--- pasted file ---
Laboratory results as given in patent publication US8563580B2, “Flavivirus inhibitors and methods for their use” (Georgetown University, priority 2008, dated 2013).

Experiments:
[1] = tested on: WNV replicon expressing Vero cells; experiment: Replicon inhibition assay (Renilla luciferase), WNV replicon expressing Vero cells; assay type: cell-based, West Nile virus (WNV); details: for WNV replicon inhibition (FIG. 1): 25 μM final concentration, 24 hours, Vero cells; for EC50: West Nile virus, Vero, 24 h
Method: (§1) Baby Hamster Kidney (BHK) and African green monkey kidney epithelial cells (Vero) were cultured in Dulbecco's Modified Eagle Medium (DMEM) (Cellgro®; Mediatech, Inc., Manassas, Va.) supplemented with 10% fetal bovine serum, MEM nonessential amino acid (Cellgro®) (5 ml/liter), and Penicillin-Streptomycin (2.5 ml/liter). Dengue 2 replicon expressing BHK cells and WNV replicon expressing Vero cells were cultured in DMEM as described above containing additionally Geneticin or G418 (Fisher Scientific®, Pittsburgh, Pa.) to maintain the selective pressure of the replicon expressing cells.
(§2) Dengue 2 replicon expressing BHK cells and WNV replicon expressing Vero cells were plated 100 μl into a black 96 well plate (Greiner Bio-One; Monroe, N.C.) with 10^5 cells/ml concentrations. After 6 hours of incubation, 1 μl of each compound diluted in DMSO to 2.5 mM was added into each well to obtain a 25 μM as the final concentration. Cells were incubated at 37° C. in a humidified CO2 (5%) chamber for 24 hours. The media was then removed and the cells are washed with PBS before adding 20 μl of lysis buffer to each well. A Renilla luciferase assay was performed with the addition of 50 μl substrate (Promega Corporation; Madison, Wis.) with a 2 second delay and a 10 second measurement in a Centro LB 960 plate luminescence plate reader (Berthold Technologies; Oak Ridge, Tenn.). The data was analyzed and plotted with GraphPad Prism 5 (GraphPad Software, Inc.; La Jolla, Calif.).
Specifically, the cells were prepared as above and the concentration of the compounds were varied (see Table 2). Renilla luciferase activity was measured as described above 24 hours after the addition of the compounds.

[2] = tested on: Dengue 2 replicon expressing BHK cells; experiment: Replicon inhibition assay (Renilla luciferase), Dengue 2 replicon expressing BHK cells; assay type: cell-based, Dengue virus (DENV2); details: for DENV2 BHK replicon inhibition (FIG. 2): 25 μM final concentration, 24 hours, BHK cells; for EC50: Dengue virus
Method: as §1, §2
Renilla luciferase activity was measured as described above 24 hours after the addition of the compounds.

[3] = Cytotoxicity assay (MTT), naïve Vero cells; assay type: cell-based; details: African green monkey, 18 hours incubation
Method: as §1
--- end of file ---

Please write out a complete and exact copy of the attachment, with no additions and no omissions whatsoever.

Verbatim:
Laboratory results as given in patent publication US8563580B2, “Flavivirus inhibitors and methods for their use” (Georgetown University, priority 2008, dated 2013).

Experiments:
[1] = tested on: WNV replicon expressing Vero cells; experiment: Replicon inhibition assay (Renilla luciferase), WNV replicon expressing Vero cells; assay type: cell-based, West Nile virus (WNV); details: for WNV replicon inhibition (FIG. 1): 25 μM final concentration, 24 hours, Vero cells; for EC50: West Nile virus, Vero, 24 h
Method: (§1) Baby Hamster Kidney (BHK) and African green monkey kidney epithelial cells (Vero) were cultured in Dulbecco's Modified Eagle Medium (DMEM) (Cellgro®; Mediatech, Inc., Manassas, Va.) supplemented with 10% fetal bovine serum, MEM nonessential amino acid (Cellgro®) (5 ml/liter), and Penicillin-Streptomycin (2.5 ml/liter). Dengue 2 replicon expressing BHK cells and WNV replicon expressing Vero cells were cultured in DMEM as described above containing additionally Geneticin or G418 (Fisher Scientific®, Pittsburgh, Pa.) to maintain the selective pressure of the replicon expressing cells.
(§2) Dengue 2 replicon expressing BHK cells and WNV replicon expressing Vero cells were plated 100 μl into a black 96 well plate (Greiner Bio-One; Monroe, N.C.) with 10^5 cells/ml concentrations. After 6 hours of incubation, 1 μl of each compound diluted in DMSO to 2.5 mM was added into each well to obtain a 25 μM as the final concentration. Cells were incubated at 37° C. in a humidified CO2 (5%) chamber for 24 hours. The media was then removed and the cells are washed with PBS before adding 20 μl of lysis buffer to each well. A Renilla luciferase assay was performed with the addition of 50 μl substrate (Promega Corporation; Madison, Wis.) with a 2 second delay and a 10 second measurement in a Centro LB 960 plate luminescence plate reader (Berthold Technologies; Oak Ridge, Tenn.). The data was analyzed and plotted with GraphPad Prism 5 (GraphPad Software, Inc.; La Jolla, Calif.).
Specifically, the cells were prepared as above and the concentration of the compounds were varied (see Table 2). Renilla luciferase activity was measured as described above 24 hours after the addition of the compounds.

[2] = tested on: Dengue 2 replicon expressing BHK cells; experiment: Replicon inhibition assay (Renilla luciferase), Dengue 2 replicon expressing BHK cells; assay type: cell-based, Dengue virus (DENV2); details: for DENV2 BHK replicon inhibition (FIG. 2): 25 μM final concentration, 24 hours, BHK cells; for EC50: Dengue virus
Method: as §1, §2
Renilla luciferase activity was measured as described above 24 hours after the addition of the compounds.

[3] = Cytotoxicity assay (MTT), naïve Vero cells; assay type: cell-based; details: African green monkey, 18 hours incubation
Method: as §1